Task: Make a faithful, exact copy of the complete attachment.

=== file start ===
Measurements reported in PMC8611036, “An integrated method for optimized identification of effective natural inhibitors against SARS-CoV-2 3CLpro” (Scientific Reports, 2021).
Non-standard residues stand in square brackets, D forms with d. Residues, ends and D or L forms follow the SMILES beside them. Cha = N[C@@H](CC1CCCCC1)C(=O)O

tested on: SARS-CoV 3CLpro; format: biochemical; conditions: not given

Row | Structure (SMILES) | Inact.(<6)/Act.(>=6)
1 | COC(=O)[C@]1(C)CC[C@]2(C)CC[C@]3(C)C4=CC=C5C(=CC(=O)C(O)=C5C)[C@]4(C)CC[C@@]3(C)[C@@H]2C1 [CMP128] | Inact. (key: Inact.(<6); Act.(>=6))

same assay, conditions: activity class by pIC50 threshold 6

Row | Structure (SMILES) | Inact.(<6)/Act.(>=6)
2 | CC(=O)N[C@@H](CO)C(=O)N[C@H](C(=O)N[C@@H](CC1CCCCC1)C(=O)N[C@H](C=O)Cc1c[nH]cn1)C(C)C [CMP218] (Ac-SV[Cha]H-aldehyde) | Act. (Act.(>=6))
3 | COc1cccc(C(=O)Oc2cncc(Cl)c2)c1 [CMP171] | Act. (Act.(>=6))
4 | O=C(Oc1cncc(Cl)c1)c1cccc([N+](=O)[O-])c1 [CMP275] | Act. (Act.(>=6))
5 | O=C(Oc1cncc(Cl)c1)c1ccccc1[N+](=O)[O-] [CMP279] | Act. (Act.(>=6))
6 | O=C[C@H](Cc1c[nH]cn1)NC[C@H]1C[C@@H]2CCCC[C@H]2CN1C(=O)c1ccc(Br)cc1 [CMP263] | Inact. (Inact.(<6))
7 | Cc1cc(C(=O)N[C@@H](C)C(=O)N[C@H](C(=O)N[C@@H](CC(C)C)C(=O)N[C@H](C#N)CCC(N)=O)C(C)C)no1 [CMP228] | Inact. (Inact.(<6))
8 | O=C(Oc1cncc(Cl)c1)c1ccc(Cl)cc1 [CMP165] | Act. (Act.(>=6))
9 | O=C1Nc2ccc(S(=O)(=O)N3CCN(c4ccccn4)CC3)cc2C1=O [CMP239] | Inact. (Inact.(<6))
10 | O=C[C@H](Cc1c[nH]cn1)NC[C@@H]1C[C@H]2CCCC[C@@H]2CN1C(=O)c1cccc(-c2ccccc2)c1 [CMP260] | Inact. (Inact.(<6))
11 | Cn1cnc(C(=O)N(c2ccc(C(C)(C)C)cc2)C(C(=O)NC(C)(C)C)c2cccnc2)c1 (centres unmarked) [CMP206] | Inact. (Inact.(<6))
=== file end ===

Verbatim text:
Measurements reported in PMC8611036, “An integrated method for optimized identification of effective natural inhibitors against SARS-CoV-2 3CLpro” (Scientific Reports, 2021).
Non-standard residues stand in square brackets, D forms with d. Residues, ends and D or L forms follow the SMILES beside them. Cha = N[C@@H](CC1CCCCC1)C(=O)O

tested on: SARS-CoV 3CLpro; format: biochemical; conditions: not given

Row | Structure (SMILES) | Inact.(<6)/Act.(>=6)
1 | COC(=O)[C@]1(C)CC[C@]2(C)CC[C@]3(C)C4=CC=C5C(=CC(=O)C(O)=C5C)[C@]4(C)CC[C@@]3(C)[C@@H]2C1 [CMP128] | Inact. (key: Inact.(<6); Act.(>=6))

same assay, conditions: activity class by pIC50 threshold 6

Row | Structure (SMILES) | Inact.(<6)/Act.(>=6)
2 | CC(=O)N[C@@H](CO)C(=O)N[C@H](C(=O)N[C@@H](CC1CCCCC1)C(=O)N[C@H](C=O)Cc1c[nH]cn1)C(C)C [CMP218] (Ac-SV[Cha]H-aldehyde) | Act. (Act.(>=6))
3 | COc1cccc(C(=O)Oc2cncc(Cl)c2)c1 [CMP171] | Act. (Act.(>=6))
4 | O=C(Oc1cncc(Cl)c1)c1cccc([N+](=O)[O-])c1 [CMP275] | Act. (Act.(>=6))
5 | O=C(Oc1cncc(Cl)c1)c1ccccc1[N+](=O)[O-] [CMP279] | Act. (Act.(>=6))
6 | O=C[C@H](Cc1c[nH]cn1)NC[C@H]1C[C@@H]2CCCC[C@H]2CN1C(=O)c1ccc(Br)cc1 [CMP263] | Inact. (Inact.(<6))
7 | Cc1cc(C(=O)N[C@@H](C)C(=O)N[C@H](C(=O)N[C@@H](CC(C)C)C(=O)N[C@H](C#N)CCC(N)=O)C(C)C)no1 [CMP228] | Inact. (Inact.(<6))
8 | O=C(Oc1cncc(Cl)c1)c1ccc(Cl)cc1 [CMP165] | Act. (Act.(>=6))
9 | O=C1Nc2ccc(S(=O)(=O)N3CCN(c4ccccn4)CC3)cc2C1=O [CMP239] | Inact. (Inact.(<6))
10 | O=C[C@H](Cc1c[nH]cn1)NC[C@@H]1C[C@H]2CCCC[C@@H]2CN1C(=O)c1cccc(-c2ccccc2)c1 [CMP260] | Inact. (Inact.(<6))
11 | Cn1cnc(C(=O)N(c2ccc(C(C)(C)C)cc2)C(C(=O)NC(C)(C)C)c2cccnc2)c1 (centres unmarked) [CMP206] | Inact. (Inact.(<6))